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what is the hesalite crystal and the sapphire crystal? what is the differece?
- Anonymous2 decades agoFavorite Answer
You mean watch crystals, yes? Hesalite is the tradename for an advanced synthetic (plastic) crystal. It's an improvement over older acrylic crystals, but it's nowhere near as hard as sapphire. The advantages are that it's lighter, it's not as inherently shiny, so it has less glare, it's shatterproof, and if it gets scratched, you can polish out the scratches. Also, since it's easier to work, you're more likely to find glare reducing domed surfaces on a Hesalite crystal than a sapphire one, although many sapphire watch crystals are domed as well. It's just not as common.
While sapphire can be chipped or shattered, it's very hard to do so. But, a blow that will shatter sapphire will only put a ding in Hesalite, one which it may or may not be possible to polish out, depending on how deep the ding is.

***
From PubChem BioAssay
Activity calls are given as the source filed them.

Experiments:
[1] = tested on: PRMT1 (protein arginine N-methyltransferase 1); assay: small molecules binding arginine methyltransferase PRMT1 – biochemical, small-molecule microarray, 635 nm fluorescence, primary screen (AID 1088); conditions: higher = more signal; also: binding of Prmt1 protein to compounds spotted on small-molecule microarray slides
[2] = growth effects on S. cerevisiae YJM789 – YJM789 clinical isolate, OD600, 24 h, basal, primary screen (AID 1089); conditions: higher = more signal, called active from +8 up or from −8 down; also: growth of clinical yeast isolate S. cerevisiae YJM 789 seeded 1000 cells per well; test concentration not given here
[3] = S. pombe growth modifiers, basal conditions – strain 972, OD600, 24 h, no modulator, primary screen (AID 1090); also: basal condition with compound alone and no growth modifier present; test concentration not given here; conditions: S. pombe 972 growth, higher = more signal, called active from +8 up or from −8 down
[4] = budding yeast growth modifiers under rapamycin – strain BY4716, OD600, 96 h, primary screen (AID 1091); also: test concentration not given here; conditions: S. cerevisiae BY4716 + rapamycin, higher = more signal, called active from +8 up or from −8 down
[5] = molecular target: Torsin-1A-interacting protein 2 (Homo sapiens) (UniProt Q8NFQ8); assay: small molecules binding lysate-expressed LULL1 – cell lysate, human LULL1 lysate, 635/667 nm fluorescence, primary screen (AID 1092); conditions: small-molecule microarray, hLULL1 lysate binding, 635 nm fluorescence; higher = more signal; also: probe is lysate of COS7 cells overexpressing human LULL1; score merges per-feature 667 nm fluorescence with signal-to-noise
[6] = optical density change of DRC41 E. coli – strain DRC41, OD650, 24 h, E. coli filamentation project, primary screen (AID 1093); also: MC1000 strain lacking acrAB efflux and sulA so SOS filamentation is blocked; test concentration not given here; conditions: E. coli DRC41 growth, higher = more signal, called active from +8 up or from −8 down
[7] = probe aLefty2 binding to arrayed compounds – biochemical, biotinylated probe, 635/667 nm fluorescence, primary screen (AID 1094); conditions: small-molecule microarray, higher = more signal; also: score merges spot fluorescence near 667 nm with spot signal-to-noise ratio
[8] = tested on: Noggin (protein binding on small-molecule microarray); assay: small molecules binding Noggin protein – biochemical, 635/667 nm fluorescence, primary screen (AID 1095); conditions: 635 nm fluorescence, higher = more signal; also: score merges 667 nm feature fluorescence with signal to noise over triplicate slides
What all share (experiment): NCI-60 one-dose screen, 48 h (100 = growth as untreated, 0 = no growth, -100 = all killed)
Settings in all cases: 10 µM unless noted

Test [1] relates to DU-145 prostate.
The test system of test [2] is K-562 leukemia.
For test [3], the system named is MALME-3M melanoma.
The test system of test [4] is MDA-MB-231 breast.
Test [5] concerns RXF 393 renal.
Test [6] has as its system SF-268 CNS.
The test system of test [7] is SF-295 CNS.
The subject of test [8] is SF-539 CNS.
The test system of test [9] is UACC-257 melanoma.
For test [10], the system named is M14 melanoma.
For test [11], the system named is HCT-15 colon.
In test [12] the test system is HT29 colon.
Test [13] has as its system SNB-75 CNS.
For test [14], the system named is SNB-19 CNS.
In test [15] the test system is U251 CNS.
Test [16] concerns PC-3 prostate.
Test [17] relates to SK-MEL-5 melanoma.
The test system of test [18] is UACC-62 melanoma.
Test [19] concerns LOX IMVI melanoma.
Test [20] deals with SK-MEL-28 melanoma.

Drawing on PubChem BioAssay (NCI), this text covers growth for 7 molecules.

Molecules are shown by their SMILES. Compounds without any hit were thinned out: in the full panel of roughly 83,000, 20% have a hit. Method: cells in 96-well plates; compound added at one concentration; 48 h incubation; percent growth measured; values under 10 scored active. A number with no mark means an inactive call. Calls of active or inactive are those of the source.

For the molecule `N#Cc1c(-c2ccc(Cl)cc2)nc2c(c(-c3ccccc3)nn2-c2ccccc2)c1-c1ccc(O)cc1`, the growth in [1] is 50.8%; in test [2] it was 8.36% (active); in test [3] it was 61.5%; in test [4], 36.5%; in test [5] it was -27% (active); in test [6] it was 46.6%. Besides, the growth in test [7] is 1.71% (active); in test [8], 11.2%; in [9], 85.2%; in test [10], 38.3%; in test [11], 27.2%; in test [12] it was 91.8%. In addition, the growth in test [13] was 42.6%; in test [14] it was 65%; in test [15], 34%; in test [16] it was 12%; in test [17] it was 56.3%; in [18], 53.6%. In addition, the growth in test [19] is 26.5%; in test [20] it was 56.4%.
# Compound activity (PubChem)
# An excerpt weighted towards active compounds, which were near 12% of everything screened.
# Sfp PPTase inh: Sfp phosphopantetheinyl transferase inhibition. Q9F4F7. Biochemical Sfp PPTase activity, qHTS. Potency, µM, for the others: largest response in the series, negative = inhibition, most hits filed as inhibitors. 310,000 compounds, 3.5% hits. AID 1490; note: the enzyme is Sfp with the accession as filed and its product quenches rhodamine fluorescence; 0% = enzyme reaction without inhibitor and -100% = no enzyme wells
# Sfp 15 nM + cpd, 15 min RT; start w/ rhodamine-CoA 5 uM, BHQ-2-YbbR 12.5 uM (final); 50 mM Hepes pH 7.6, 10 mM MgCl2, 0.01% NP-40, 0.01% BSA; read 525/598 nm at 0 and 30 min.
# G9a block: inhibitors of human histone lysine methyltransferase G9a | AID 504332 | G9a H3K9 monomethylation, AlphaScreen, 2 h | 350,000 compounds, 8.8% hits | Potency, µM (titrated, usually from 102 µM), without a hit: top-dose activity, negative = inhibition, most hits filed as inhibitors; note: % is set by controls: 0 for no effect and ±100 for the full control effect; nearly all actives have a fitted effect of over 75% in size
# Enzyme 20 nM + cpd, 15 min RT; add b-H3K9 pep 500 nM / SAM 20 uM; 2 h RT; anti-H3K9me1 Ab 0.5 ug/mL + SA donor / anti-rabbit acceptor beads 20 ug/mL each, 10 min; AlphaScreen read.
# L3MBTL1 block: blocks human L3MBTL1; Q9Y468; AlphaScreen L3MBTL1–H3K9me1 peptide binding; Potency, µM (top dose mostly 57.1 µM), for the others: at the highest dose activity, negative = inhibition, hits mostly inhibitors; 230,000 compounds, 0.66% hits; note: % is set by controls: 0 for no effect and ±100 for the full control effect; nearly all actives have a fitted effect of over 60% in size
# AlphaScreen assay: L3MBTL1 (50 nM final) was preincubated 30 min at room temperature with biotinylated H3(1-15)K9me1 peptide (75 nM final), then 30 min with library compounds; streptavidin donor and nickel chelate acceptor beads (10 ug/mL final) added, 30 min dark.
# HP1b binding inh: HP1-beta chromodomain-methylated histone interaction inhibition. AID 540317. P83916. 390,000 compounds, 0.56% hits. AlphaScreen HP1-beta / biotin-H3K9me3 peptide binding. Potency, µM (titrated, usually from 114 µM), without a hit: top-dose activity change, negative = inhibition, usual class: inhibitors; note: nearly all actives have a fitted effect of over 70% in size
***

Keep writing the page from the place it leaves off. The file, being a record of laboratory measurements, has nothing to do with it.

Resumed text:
Hesalite is used primarily on older Omega sports watches. It's a perfectly fine material. Even the older acrylics are fine. The modern style is towards use of sapphire crystals, and there's a lot of hype about them being unscratchable and so on, most of which is true, but Hesalite, or acrylic, is still a very suitable material for watch crystals. In many cases, if you're shopping for a vintage watch, an older model with an acrylic crystal will be much cheaper than a slightly newer one with a sapphire crystal. Also, many generic fit sapphire crystals are available today which can be retrofitted to something which originally had a plastic crystal, if you're really concerned about scratching.
In practice, though, I've had no problems wearing older watches with high quality acrylic crystals. I wear several different watches, some with old acylic crystals as well as modern ones with sapphire, and I've seen no major performance differences. Yes, some small scratches do happen with plastic, but just get yourself a tube of Polywatch, or similar polishing paste, and you can remove them with a light buffing. Modern good quality sapphire, with domed surfaces and internal anti-reflective coatings can be very readable, but often the flat non-coated sapphire crystals will produce severe glare.
- Anonymous4 years ago
Domed Sapphire CrystalSource(s): https://shrinks.im/batkE